It’s not often you see Tory MPs celebrating anything, but on Monday a bunch of them were packed into an office high in Portcullis House to toast the rehabilitation of Nadine Dorries. Last autumn the Mid-Bedfordshire MP was suspended from the party after appearing on the reality TV show I’m a Celebrity… Get Me Out of Here! For six months she has been in limbo, unable to call herself a Tory. Last week, she was allowed back into the club.
Shortly before the Conservative party conference last year, the head of the Fresh Start Group of Eurosceptic Conservative MPs went in to see the Prime Minister in Downing Street. The group had heard that David Cameron might make his big Europe speech at the gathering and its head, Andrea Leadsom, wanted to set out what to ask for in any renegotiation.
When Leadsom returned from the meeting, her colleagues were desperate to know what the PM had said: which powers did he most want returned from the EU? What would be the centrepiece of his great diplomatic effort? All Leadsom could do was repeat what Cameron had told her: ‘I don’t like shopping lists.
Britain is a stickler for tradition and each May we now observe a relatively new one: we bomb in the Eurovision Song Contest. The protocol now is well-established. Our entry is chosen by a BBC bureaucrat who appears to see the whole thing as a bad joke. We send out Bonnie Tyler/Engelbert Humperdinck etc to face an army of talent from countries who have studied the art of winning and take it very seriously indeed.
It’s Monday lunchtime, downstairs in the Spectator office, and Boris Johnson is trying to flog a bus to a Frenchwoman. ‘What about the new Routemaster? It’s absolutely great, yup, fantastic, yup. Hey, they could be really good for Paris,’ he says. She smiles and says nothing. ‘Well what about bendy-buses then?’ he carries on. ‘We’ve got a few of those you can have…’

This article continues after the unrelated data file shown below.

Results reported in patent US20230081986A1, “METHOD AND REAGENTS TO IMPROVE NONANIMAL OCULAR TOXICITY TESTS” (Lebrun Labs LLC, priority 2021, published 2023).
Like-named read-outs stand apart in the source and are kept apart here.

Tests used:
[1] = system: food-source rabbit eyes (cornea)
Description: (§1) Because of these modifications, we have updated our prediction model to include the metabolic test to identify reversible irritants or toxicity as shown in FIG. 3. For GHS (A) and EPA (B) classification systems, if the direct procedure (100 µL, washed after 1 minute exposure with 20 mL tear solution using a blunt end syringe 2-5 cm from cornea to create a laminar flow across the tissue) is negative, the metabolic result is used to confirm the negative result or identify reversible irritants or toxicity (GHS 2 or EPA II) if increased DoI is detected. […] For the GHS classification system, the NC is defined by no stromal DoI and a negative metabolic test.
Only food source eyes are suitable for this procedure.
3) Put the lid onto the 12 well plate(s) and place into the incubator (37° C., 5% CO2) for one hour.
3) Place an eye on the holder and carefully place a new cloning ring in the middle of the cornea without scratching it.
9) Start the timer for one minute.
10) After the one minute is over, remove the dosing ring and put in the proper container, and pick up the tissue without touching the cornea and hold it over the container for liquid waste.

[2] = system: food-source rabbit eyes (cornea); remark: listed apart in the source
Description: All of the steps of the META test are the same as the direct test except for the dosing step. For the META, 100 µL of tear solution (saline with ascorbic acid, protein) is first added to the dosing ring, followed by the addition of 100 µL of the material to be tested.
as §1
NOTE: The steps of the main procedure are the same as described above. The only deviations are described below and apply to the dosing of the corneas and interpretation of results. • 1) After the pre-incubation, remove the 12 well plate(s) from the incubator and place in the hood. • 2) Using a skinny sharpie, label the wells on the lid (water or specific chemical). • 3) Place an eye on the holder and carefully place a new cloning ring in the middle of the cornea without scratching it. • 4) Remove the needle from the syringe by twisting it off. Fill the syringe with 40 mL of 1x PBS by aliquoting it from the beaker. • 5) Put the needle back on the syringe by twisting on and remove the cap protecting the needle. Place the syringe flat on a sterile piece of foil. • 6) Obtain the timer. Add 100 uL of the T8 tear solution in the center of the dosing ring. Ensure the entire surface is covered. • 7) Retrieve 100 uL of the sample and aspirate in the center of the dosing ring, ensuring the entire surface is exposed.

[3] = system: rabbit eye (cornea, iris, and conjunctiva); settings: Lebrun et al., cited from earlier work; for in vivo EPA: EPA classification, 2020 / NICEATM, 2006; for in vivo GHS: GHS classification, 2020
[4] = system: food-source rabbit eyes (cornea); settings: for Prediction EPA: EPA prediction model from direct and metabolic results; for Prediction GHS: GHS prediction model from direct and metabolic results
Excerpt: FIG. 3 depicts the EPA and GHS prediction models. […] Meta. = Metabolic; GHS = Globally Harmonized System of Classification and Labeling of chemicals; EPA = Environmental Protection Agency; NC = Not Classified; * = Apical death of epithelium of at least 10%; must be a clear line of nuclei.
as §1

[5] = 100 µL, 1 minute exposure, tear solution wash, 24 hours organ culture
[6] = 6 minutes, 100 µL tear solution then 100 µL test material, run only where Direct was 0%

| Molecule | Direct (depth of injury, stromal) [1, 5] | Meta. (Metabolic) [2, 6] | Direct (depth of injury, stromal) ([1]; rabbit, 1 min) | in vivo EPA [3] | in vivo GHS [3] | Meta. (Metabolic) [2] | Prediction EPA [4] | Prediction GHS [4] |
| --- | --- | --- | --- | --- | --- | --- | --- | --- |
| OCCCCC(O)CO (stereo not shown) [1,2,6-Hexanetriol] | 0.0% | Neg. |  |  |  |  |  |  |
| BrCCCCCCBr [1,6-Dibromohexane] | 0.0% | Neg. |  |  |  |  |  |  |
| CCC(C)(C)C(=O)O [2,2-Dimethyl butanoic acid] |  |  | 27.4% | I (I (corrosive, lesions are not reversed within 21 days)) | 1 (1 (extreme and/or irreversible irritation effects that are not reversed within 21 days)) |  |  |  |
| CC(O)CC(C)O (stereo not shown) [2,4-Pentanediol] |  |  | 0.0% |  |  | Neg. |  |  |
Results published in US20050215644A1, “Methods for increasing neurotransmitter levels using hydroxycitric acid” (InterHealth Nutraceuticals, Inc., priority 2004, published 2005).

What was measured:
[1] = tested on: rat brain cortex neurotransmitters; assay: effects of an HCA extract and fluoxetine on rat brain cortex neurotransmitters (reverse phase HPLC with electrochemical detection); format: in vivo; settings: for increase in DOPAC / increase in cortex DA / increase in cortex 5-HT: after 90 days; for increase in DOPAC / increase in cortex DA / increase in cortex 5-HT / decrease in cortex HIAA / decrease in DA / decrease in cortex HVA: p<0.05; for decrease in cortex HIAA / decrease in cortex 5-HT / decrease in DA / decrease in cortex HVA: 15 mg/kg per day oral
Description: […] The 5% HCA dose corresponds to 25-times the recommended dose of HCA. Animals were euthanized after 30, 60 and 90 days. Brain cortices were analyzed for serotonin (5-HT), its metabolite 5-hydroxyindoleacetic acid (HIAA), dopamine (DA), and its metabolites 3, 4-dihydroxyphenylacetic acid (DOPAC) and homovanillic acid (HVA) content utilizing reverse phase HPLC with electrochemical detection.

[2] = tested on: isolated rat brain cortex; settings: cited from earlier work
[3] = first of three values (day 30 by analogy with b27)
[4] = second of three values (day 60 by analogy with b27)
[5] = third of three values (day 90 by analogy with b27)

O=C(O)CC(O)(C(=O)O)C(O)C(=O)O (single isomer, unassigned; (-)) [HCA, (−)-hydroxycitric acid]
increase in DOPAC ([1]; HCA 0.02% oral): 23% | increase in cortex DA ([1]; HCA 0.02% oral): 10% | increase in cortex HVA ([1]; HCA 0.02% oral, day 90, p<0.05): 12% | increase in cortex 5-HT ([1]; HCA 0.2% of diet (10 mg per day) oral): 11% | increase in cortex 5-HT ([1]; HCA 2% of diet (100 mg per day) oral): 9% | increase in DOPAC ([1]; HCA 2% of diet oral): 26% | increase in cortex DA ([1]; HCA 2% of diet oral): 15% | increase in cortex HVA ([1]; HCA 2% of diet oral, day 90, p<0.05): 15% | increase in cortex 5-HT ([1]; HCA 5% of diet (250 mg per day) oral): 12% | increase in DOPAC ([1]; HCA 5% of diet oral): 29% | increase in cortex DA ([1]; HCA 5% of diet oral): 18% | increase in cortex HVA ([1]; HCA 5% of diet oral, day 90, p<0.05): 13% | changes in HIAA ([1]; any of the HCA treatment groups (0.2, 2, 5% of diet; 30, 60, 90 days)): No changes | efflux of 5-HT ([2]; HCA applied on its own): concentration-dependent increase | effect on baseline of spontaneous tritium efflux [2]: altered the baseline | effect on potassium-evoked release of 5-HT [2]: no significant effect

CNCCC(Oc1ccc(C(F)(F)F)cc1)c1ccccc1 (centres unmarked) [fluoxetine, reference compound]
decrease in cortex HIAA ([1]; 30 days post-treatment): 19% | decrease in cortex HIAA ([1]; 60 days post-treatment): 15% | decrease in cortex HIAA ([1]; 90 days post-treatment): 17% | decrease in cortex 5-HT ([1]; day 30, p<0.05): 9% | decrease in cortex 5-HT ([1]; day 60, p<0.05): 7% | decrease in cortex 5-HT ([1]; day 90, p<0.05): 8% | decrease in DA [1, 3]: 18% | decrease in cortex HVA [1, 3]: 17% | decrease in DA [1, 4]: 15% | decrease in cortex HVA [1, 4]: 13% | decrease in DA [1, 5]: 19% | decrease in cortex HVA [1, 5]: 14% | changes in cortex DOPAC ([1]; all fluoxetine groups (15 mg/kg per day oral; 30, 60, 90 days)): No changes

‘Come on, please’ she interrupts, kindly but firmly, in excellent English.
Syria is sliding rapidly into chaos. The supply of weapons to the opposition could only make matters worse, yet the Prime Minister seems to be -contemplating it.
We have misjudged the situation from the start. From the early days of the crisis, two years ago, we rode to the rescue with our rhetoric. We were all for the forces of democracy and for the downfall of a ruthless dictator. Syria was another green shoot of the Arab Spring.
I decided to become a hospital visitor last year, after being a patient and finding myself in something more like a factory than an old-fashioned ward. A terror of infection in 2011 (there were 2,053 deaths involving Clostridium difficile) has ended the cosy world of side tables covered in flowers and cards. Concerns about data protection have put paid to WRVS ladies pushing trolleys, and vicars walking around offering solace.
I like to tease my friend Wei about being a tiger mother. She once told me of an incident where her daughter Shu was making an artwork for a friend as a birthday present. Shu doodled for a few minutes, then showed her mother a sketch of a funny face. ‘I told her to knuckle down, spend more time, and come back with a far better drawing,’ said Wei. ‘It just wasn’t good enough.’
I said that was a bit harsh on her eight-year-old, especially since it was not schoolwork but part of Shu’s leisure time.